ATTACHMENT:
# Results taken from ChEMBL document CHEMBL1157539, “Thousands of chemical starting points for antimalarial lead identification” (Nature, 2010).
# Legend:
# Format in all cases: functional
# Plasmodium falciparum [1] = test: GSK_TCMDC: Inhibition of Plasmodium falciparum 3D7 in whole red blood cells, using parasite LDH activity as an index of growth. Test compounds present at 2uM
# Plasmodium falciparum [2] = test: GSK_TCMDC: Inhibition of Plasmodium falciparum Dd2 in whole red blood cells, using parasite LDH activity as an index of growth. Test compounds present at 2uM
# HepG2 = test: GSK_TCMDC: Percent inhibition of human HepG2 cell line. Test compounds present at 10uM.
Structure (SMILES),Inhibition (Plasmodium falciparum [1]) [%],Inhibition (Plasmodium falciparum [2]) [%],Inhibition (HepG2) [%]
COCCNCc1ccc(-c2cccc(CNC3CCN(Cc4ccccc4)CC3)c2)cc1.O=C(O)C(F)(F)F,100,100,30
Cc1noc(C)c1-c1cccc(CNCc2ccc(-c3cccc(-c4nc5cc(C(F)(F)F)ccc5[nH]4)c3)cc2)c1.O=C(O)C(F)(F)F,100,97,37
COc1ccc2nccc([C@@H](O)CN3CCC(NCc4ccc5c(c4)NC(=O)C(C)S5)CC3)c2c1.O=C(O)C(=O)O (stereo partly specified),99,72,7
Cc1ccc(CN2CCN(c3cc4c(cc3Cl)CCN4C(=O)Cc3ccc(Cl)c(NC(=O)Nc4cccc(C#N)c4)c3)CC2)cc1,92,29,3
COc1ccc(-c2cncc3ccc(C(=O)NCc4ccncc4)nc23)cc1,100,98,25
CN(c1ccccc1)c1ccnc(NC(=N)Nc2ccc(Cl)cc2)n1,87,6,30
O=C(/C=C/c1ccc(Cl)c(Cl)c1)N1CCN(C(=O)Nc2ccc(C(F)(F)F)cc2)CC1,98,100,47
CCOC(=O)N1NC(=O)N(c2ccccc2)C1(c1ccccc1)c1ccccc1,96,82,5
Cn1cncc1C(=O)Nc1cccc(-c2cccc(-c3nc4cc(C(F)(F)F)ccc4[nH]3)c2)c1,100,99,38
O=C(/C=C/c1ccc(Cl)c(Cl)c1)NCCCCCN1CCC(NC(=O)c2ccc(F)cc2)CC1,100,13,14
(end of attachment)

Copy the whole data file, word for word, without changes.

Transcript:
# Results taken from ChEMBL document CHEMBL1157539, “Thousands of chemical starting points for antimalarial lead identification” (Nature, 2010).
# Legend:
# Format in all cases: functional
# Plasmodium falciparum [1] = test: GSK_TCMDC: Inhibition of Plasmodium falciparum 3D7 in whole red blood cells, using parasite LDH activity as an index of growth. Test compounds present at 2uM
# Plasmodium falciparum [2] = test: GSK_TCMDC: Inhibition of Plasmodium falciparum Dd2 in whole red blood cells, using parasite LDH activity as an index of growth. Test compounds present at 2uM
# HepG2 = test: GSK_TCMDC: Percent inhibition of human HepG2 cell line. Test compounds present at 10uM.
Structure (SMILES),Inhibition (Plasmodium falciparum [1]) [%],Inhibition (Plasmodium falciparum [2]) [%],Inhibition (HepG2) [%]
COCCNCc1ccc(-c2cccc(CNC3CCN(Cc4ccccc4)CC3)c2)cc1.O=C(O)C(F)(F)F,100,100,30
Cc1noc(C)c1-c1cccc(CNCc2ccc(-c3cccc(-c4nc5cc(C(F)(F)F)ccc5[nH]4)c3)cc2)c1.O=C(O)C(F)(F)F,100,97,37
COc1ccc2nccc([C@@H](O)CN3CCC(NCc4ccc5c(c4)NC(=O)C(C)S5)CC3)c2c1.O=C(O)C(=O)O (stereo partly specified),99,72,7
Cc1ccc(CN2CCN(c3cc4c(cc3Cl)CCN4C(=O)Cc3ccc(Cl)c(NC(=O)Nc4cccc(C#N)c4)c3)CC2)cc1,92,29,3
COc1ccc(-c2cncc3ccc(C(=O)NCc4ccncc4)nc23)cc1,100,98,25
CN(c1ccccc1)c1ccnc(NC(=N)Nc2ccc(Cl)cc2)n1,87,6,30
O=C(/C=C/c1ccc(Cl)c(Cl)c1)N1CCN(C(=O)Nc2ccc(C(F)(F)F)cc2)CC1,98,100,47
CCOC(=O)N1NC(=O)N(c2ccccc2)C1(c1ccccc1)c1ccccc1,96,82,5
Cn1cncc1C(=O)Nc1cccc(-c2cccc(-c3nc4cc(C(F)(F)F)ccc4[nH]3)c2)c1,100,99,38
O=C(/C=C/c1ccc(Cl)c(Cl)c1)NCCCCCN1CCC(NC(=O)c2ccc(F)cc2)CC1,100,13,14